Former Rep. Bill Foster (D), who lost his seat in the GOP wave last year, announced he'll seek this seat too. He represented about a quarter of this district during his short tour in Congress.
Biggert is better known in the area, but it's still friendly territory for Democrats.
Open Seat: Jerry Costello (D) is retiring
Rating: Leans Democratic
Costello's departure creates an opportunity for Republicans in southwest Illinois. But it's just that — a chance in a marginally Democratic district. Nonetheless, it's one of the few bright spots for Republicans on the new map.
Here's the good news for the GOP: A few Republicans have already expressed interest in the seat, including 2010
Lt. Gov. nominee Jason Plummer, former Belleville Mayor Roger Cook and nurse Theresa Kormos. The National Republican Congressional Committee demonstrated a willingness to invest here by running advertisements blasting the 12-term Democrat earlier this cycle.
Now here's the bad news for Republicans: This is an expensive district with a solid Democratic bench. Candidates and committees will have to raise serious money to compete in the pricey St. Louis media market.
What's more, former state Rep. Jay Hoffman (D) has not ruled out switching races to run here instead of in the 13th district. Hoffmann spent millions of dollars in this media market over the course of his long career in the state Legislature.
Incumbent: Timothy Johnson (R)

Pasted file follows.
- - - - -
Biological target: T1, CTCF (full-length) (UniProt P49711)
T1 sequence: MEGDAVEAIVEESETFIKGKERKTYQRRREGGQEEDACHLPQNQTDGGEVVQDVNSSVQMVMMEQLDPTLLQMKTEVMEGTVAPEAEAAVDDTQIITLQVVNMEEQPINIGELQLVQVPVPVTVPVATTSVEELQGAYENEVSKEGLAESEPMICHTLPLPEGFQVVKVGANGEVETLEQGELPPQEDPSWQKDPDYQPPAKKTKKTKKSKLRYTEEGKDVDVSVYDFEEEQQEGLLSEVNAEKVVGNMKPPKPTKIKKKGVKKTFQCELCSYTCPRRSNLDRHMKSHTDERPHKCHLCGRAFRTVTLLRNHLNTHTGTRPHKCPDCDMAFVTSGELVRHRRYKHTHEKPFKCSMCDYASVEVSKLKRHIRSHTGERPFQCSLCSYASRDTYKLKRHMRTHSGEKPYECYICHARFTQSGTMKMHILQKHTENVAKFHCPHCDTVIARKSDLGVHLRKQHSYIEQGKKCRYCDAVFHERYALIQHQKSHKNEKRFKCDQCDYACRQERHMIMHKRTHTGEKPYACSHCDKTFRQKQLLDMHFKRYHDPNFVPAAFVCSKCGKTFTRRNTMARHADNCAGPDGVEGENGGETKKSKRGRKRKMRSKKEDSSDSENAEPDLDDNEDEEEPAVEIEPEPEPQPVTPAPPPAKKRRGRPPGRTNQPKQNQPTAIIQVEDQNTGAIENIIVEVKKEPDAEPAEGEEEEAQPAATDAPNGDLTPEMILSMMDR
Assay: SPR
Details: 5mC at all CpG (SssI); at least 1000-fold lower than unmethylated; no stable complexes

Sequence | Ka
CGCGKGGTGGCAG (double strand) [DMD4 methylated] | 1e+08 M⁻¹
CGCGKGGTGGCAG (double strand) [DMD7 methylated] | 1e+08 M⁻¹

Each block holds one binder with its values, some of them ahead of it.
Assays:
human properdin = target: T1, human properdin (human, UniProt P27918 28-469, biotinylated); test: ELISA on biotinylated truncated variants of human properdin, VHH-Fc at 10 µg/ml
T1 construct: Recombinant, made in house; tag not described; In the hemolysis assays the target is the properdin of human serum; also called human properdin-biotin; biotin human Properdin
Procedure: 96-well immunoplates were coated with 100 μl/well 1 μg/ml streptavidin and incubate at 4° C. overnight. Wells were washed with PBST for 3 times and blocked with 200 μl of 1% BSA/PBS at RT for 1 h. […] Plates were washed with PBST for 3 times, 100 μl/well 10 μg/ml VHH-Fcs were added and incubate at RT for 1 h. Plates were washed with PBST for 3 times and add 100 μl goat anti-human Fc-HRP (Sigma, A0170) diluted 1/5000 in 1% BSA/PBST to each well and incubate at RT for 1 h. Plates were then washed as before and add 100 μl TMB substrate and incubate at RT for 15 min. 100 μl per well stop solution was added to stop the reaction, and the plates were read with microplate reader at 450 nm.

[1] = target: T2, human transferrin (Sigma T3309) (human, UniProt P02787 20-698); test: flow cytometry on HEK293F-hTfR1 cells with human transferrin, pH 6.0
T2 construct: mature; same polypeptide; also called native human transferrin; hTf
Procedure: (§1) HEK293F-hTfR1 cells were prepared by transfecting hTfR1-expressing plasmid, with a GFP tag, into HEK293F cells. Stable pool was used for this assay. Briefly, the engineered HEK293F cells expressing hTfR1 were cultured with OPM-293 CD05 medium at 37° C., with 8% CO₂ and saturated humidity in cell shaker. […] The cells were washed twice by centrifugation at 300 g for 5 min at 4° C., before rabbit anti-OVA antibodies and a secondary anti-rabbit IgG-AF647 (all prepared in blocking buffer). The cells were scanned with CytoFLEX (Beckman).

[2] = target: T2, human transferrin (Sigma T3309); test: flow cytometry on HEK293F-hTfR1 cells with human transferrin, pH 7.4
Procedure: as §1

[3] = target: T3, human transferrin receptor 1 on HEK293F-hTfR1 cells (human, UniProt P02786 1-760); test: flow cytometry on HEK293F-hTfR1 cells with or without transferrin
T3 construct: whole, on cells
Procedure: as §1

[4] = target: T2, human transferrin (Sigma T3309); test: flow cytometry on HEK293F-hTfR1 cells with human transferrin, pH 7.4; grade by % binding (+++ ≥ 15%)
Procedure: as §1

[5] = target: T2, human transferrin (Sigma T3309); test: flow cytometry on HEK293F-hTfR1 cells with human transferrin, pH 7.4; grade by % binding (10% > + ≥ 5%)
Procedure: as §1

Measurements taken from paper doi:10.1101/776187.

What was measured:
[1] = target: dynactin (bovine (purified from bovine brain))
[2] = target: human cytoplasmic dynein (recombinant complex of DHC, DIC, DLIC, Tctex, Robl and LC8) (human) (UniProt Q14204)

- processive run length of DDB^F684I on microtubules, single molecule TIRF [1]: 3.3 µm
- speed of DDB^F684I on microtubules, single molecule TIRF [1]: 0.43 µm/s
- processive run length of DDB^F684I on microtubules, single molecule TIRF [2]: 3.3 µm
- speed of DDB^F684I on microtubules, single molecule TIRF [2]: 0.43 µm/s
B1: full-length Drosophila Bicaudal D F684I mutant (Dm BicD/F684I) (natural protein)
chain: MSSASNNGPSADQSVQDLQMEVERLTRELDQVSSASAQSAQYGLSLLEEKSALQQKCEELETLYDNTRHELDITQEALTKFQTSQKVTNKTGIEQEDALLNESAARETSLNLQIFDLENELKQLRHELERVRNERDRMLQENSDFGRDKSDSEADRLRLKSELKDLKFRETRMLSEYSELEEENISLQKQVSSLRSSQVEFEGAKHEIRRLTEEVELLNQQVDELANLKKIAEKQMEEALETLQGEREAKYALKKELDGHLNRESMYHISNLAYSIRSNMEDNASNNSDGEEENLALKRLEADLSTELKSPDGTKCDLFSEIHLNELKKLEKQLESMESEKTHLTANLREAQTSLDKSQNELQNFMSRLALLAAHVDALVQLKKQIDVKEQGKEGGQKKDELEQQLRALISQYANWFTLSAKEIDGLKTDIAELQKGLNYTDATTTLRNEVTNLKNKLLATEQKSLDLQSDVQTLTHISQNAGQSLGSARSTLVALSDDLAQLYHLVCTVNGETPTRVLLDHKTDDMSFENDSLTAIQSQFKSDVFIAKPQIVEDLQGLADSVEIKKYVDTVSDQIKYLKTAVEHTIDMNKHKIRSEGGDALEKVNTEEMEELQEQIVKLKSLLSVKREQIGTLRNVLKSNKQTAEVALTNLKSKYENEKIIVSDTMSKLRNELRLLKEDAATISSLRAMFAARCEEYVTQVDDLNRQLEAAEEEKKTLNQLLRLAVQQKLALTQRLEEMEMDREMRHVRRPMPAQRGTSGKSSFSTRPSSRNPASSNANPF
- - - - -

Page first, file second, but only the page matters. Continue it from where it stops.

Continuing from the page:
6th term (64 percent)
Johnson, one of Capitol Hill's quirkiest characters, will have his first tough race in a decade thanks to the Democratic redraw. He is often seen pacing through the halls of the Capitol on his cellphone, attempting to call every constituent.
He's going to have to get a new address book next year. Johnson's chosen district includes mostly foreign territory for the downstate Republican.
Democrats moved most of Johnson's current territory into the 15th district and switched around parts of Champaign so that Rep. John Shimkus (R) could run in the 15th instead.
Johnson immediately accepted his fate and rented an apartment in the middle of the new district. He didn't even sign on to the GOP lawsuit.
Democrats have not fielded a Congressional candidate in this territory for several cycles, so the bench here is relatively green to national politics. There will probably be a primary, too. Hoffman's decision to switch to the 13th likely will affect the rest of the field. Green County State's Attorney Matt Goetten also says he's interested.
Rating: Likely Republican
This primary could be one of the most sensational races of the cycle. The two Republican freshmen running here, Joe Walsh and Randy Hultgren, have antithetical personalities, and Walsh is notoriously unpredictable.
No one gave him a chance last November, but he defeated former Rep. Melissa Bean (D) by less than 300 votes. Since coming to Congress, Walsh has made a name for himself on cable news as a sharp critic of the president. His local headlines have been less flattering: The Chicago Sun-Times reported that court documents show Walsh could owe more than $100,000 in child support back payments.
Hultgren, who defeated Foster last year, keeps a much lower profile. A longtime state lawmaker, Hultgren defeated former Speaker Dennis Hastert's son to win the GOP nomination in 2010.comments powered by Disqus